After enlightenment, my karma unwound with breathtaking speed. I also noticed that I catalyzed the karma of those close to me.
Finished. Done. Nothing Left. These were the overriding feelings after the jaw dropping novelty of the first few weeks settled in. It wasn’t a decision, it was an inescapable observation. This world held nothing for me. And it never did, I just didn’t know it until now. Because prior to now, I believed I was a “me”. When you have a “me” at the dead center of your experience, of your consciousness, then the way you perceive the world is organized around that “me”. That mistaken self has a lot of skin in the game, lots to accomplish and do and become and gain (or lose).
Even the idea of happiness, which we all aspire to, was no longer available to me. We want to achieve certain things, build a certain kind of life, improve ourselves, become enlightened or spiritual…and we believe that it will make us happy, that there is a happy life, if only we can find or create it. The thing is, I was happy. I had created a nice life and I was quite content in it. After waking up from the dream of self, even this happiness, the desire to build on that happiness and defend that happiness disappeared.
There is no way to explain the feeling of completion, that there is absolutely nothing in this world for me to do or achieve or experience. It’s like walking into a giant emporium of newborn infant clothing, a vast complex that would take you decades to traverse…only you have suddenly realized that you live in a world with no more infants.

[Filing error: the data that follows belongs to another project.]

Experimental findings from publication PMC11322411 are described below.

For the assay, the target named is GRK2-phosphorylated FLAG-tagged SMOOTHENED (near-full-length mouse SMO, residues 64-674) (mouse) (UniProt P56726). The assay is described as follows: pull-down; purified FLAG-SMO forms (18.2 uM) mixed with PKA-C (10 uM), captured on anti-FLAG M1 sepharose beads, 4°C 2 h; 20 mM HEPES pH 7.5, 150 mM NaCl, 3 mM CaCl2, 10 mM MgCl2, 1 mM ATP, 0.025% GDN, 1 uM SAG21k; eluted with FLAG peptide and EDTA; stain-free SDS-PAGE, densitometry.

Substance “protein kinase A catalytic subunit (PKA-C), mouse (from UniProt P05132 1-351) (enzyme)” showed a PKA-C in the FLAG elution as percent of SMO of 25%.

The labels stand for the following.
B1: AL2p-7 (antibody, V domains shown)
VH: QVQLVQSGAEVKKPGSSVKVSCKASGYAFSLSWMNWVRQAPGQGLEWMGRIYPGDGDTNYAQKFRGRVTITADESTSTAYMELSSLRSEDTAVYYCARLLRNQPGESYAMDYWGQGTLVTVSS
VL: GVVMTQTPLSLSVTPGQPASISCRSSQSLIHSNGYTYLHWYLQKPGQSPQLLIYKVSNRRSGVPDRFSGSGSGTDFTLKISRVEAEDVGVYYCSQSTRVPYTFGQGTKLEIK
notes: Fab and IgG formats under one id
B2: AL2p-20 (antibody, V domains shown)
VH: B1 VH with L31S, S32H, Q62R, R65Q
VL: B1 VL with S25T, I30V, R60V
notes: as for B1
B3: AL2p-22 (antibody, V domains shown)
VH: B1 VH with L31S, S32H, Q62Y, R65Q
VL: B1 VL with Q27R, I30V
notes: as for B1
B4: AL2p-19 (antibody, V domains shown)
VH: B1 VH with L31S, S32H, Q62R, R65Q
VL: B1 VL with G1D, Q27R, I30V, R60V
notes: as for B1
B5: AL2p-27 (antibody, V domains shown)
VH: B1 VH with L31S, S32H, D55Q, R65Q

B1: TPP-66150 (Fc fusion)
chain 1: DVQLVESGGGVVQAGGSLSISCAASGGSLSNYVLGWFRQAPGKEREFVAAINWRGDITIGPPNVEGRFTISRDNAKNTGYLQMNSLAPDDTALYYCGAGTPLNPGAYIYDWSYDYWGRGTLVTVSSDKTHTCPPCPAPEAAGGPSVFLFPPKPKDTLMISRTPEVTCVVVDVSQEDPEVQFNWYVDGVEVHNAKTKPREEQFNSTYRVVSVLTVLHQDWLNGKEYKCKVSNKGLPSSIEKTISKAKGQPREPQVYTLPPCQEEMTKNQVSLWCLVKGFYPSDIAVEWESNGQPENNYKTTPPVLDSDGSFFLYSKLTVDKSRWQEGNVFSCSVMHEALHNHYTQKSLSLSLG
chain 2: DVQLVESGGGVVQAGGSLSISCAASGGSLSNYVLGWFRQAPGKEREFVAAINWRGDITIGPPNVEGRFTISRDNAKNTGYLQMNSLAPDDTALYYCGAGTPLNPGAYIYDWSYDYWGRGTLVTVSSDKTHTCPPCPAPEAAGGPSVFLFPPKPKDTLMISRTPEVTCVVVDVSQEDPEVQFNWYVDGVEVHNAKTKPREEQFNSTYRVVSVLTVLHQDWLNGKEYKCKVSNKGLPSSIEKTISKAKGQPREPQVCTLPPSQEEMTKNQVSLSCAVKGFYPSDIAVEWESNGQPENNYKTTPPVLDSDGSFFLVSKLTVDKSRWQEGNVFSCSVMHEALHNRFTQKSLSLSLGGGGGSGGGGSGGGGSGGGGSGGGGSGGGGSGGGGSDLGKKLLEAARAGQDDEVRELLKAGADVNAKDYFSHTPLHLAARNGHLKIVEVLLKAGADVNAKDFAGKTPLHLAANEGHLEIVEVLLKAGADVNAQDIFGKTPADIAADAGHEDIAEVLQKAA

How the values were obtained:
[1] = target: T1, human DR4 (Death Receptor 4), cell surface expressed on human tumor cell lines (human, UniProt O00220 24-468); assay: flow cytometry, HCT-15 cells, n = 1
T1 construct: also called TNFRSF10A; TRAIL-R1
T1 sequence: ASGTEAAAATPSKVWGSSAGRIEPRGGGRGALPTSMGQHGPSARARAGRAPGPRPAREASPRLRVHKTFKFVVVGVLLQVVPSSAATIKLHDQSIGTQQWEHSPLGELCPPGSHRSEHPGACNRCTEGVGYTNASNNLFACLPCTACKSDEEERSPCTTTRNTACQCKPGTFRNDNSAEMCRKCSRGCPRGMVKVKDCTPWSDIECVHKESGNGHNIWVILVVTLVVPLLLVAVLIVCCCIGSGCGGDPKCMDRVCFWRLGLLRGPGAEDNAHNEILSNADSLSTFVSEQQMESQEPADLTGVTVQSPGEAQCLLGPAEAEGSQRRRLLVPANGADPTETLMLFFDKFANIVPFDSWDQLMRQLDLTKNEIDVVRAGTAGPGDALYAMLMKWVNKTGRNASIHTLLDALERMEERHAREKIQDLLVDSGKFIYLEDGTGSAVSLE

The idea of karma is really confusing to people. Perhaps it is even more mixed up for people who were not raised in a culture and religion/philosophy where karma is a native concept. I’m not going to try to unravel this beast here. I only ask you not to get too wrapped up in any definition of karma and roll with it for now. We don’t have to make any decisions about what it is or isn’t at this moment, so I’m going to use the term loosely today.
Even though I was finished, had seen through the elaborate traps of happiness, progress and the like, when I looked around me, I saw all that I had built. Monuments to self. Fortresses of happiness. Treasuries of accomplishments. While the self, the happiness and the accomplishments were ephemeral, the structures built for and around them were anything but. They were solid, dense and very complex. A marriage, a business, friendships, properties, a social life, with all kinds of agreements and agendas and promises and founding myths…based on beliefs that were no longer true. It’s as if the person inhabiting my life vanished in the space of a second, but the life was still there, expectant, demanding.
Then, the epic collapse. All that I had built around and for the self-that-was-no-more started unwinding, unraveling at the seams. Here, today, I’m going to call all these structures karma. Suddenly I was no longer adding onto or building up these structures, and more importantly, I was not doing daily maintenance on them. There is so much effort we put into keeping the show going. We don’t want to see the cracks, the creeping mold, the actual motivations that make up the foundations of the cherished edifices of our lives. We diligently maintain them so that others won’t see the flaws, but even more importantly, so that we don’t have to look at them directly.